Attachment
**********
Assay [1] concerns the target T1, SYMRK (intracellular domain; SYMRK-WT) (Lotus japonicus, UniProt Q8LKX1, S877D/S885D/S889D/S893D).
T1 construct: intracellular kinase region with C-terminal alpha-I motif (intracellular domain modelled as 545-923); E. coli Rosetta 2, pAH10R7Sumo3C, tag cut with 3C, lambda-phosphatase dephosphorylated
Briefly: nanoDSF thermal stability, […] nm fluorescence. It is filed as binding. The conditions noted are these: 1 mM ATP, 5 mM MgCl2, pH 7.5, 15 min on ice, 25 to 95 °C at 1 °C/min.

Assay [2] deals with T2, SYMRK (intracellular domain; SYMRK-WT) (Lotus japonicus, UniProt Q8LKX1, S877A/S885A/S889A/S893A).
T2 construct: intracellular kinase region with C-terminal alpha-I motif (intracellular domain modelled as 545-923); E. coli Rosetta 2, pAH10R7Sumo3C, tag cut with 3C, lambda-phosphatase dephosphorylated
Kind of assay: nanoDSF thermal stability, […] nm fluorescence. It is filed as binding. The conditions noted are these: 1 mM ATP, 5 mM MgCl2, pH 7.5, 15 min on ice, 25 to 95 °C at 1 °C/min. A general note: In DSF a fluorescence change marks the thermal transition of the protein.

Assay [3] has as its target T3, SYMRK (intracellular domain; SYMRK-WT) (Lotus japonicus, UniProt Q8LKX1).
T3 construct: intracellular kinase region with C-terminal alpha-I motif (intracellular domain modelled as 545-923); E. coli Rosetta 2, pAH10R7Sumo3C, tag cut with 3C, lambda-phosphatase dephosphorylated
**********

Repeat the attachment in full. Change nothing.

Assay [1] concerns the target T1, SYMRK (intracellular domain; SYMRK-WT) (Lotus japonicus, UniProt Q8LKX1, S877D/S885D/S889D/S893D).
T1 construct: intracellular kinase region with C-terminal alpha-I motif (intracellular domain modelled as 545-923); E. coli Rosetta 2, pAH10R7Sumo3C, tag cut with 3C, lambda-phosphatase dephosphorylated
Briefly: nanoDSF thermal stability, […] nm fluorescence. It is filed as binding. The conditions noted are these: 1 mM ATP, 5 mM MgCl2, pH 7.5, 15 min on ice, 25 to 95 °C at 1 °C/min.

Assay [2] deals with T2, SYMRK (intracellular domain; SYMRK-WT) (Lotus japonicus, UniProt Q8LKX1, S877A/S885A/S889A/S893A).
T2 construct: intracellular kinase region with C-terminal alpha-I motif (intracellular domain modelled as 545-923); E. coli Rosetta 2, pAH10R7Sumo3C, tag cut with 3C, lambda-phosphatase dephosphorylated
Kind of assay: nanoDSF thermal stability, […] nm fluorescence. It is filed as binding. The conditions noted are these: 1 mM ATP, 5 mM MgCl2, pH 7.5, 15 min on ice, 25 to 95 °C at 1 °C/min. A general note: In DSF a fluorescence change marks the thermal transition of the protein.

Assay [3] has as its target T3, SYMRK (intracellular domain; SYMRK-WT) (Lotus japonicus, UniProt Q8LKX1).
T3 construct: intracellular kinase region with C-terminal alpha-I motif (intracellular domain modelled as 545-923); E. coli Rosetta 2, pAH10R7Sumo3C, tag cut with 3C, lambda-phosphatase dephosphorylated